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NW Fishletter #297, December 14, 2011

[1] 2002 Research May Have Found Signs Of ISA Virus In Wild Salmon

Results from a Canadian researcher who claimed to have found traces of the ISA virus in wild salmon nearly 10 years ago have finally seen the light of day. Molly Kibenge's draft report was leaked to anti-fish farm groups last month, after the scientist failed to get permission from a fellow author to present those results for publication.

If true, the results of Kibenge's post-doctoral research could mean that wild salmon populations in Alaska and British Columbia have harbored a non-pathogenic strain of the ISA virus for at least the last decade.

The ISA virus has devastated farmed stocks of Atlantic salmon in Norway, Chile and eastern Canada, but has not been detected in B.C. farmed fish, even after thousands of tests. Wild fish in other parts of the world may carry the virus, but do not seem to be adversely affected by it, at least in its present forms.

Department of Fisheries and Oceans scientists at the Pacific Biological Station in Nanaimo, B.C., where the work was performed, did not support the conclusion that the ISA virus had been detected, because all attempts to isolate the virus into cell culture failed, according to an email response to Kibenge from Simon Jones, one of Kibenge's co-authors of the draft paper. The email was leaked along with the draft paper.

That means the results did not comply with the strict definition of ISAV infection, Jones said in the Nov. 4 email. The definition "requires either the isolation and identification of the virus into cell culture from two independent samples taken on two separate occasions, or the isolation and identification of ISAV in cell culture plus RT-PCR [reverse transcription--polymerase chain reaction] or serologic confirmation from tissue preparations. You may further recall that an independent laboratory was unable, on more than one occasion, to reproduce your RT-PCR results on the same samples," said Jones. "In my opinion, it will be very important to understand the disagreement in laboratory results and to better test the hypothesis of 'Asymptomatic ISAV' before moving towards publication."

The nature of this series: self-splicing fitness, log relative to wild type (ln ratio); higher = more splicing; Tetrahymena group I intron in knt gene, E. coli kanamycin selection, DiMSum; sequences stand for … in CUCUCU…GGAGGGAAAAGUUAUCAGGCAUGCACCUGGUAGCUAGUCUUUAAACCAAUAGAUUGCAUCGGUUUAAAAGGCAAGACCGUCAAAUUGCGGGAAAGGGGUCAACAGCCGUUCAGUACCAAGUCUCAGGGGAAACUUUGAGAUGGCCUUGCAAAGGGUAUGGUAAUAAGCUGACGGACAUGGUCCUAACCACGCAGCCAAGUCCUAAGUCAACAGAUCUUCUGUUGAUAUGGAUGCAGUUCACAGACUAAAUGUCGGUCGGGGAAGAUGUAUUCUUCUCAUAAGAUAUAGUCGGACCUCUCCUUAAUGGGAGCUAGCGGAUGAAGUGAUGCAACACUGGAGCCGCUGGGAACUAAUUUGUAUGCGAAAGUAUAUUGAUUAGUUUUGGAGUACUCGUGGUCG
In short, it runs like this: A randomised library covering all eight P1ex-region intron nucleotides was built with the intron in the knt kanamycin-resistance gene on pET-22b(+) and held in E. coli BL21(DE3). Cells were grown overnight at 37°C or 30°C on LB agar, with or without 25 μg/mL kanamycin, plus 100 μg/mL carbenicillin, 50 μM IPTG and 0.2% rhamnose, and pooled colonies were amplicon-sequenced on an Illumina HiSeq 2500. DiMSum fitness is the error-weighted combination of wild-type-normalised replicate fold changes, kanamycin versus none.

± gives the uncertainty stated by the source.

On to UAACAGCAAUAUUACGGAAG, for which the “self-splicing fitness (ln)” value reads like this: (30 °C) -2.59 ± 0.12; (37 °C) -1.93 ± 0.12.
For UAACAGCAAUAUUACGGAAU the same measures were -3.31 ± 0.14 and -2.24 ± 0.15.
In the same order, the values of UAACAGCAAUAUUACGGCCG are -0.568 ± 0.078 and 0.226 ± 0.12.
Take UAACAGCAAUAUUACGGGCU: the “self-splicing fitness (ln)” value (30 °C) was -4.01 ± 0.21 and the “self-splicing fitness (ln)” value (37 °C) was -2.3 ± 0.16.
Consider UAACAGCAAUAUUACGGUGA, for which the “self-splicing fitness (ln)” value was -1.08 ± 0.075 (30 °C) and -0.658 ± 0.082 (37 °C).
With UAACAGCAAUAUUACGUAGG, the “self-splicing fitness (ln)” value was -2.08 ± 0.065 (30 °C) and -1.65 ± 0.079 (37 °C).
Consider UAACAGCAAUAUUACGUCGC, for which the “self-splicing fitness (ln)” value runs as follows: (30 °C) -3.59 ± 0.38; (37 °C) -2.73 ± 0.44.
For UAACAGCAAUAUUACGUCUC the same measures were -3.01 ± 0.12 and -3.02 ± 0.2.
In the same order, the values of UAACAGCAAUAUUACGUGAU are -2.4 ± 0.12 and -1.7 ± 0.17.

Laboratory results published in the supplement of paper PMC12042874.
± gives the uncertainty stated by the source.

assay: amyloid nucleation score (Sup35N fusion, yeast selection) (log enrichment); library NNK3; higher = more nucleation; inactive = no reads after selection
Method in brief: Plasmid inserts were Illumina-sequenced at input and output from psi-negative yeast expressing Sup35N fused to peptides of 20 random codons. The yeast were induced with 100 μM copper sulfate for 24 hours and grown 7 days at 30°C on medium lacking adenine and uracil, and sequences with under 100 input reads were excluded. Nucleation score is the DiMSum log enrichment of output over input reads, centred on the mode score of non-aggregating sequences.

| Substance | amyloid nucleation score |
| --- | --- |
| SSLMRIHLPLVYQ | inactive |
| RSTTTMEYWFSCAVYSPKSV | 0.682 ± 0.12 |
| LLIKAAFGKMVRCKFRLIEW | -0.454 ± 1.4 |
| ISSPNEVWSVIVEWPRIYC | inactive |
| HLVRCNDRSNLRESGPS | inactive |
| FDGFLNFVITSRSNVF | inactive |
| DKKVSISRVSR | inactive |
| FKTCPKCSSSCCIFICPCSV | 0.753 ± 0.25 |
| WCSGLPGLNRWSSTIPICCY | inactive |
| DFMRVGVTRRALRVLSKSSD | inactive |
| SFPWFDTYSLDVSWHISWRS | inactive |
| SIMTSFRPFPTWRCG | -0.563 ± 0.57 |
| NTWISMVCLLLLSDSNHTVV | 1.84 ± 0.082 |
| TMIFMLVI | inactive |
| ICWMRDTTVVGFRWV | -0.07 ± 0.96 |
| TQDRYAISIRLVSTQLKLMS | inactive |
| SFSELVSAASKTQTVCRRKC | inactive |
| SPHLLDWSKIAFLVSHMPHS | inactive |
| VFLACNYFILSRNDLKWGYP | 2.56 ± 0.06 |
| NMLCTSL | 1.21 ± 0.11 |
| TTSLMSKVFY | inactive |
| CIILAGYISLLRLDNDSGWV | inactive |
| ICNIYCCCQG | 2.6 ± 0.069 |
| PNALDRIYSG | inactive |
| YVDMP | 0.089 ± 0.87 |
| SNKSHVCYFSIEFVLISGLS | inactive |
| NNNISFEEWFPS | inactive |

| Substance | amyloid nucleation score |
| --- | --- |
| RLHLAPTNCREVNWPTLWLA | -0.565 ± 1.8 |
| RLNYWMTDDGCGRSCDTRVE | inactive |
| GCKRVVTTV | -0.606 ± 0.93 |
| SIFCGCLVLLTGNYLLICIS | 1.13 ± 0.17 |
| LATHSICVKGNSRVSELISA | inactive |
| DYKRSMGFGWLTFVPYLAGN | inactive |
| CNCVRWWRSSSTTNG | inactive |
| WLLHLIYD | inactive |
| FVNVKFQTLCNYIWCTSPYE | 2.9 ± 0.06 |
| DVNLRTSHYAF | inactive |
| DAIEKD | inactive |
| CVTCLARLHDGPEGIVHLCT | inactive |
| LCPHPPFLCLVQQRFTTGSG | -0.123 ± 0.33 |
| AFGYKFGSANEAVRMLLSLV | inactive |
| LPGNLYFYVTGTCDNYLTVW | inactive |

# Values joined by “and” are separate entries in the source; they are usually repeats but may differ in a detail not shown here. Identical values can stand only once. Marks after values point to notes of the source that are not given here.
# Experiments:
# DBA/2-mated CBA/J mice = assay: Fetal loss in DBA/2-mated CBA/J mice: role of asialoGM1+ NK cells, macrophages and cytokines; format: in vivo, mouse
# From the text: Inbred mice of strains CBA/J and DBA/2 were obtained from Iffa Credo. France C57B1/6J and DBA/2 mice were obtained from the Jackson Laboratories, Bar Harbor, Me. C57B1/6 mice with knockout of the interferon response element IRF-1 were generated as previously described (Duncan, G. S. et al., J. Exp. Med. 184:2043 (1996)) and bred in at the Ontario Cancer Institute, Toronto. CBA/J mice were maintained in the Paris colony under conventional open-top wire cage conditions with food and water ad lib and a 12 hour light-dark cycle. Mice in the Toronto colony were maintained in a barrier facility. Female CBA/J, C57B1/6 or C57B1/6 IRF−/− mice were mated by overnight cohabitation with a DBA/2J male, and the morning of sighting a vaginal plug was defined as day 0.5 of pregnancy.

But the groups that circulated the information the day before it ran as a front-page story in The Seattle Times characterized it as a "DFO cover-up."

"The DFO has a split mandate, one that includes the promotion of aquaculture and which has interfered with their responsibility to protect wild salmon," said Kurt Beardslee, executive director of the Duvall, Wash.-based Wild Fish Conservancy, in a Nov. 30 statement. "Unfortunately, we have a similar situation in the U.S. NOAA also has a pro-aquaculture division that works at odds with the scientists studying salmon conservation. Until this split mandate is removed, oversight cannot be left solely to government."

Dr. Todd Sandell, a disease ecologist at the WFC, said "it is a near certainty that ISAV will also be found in Washington state." His group said it began collecting samples for testing from the Skagit River in November, but so far, state and federal agencies have not taken action.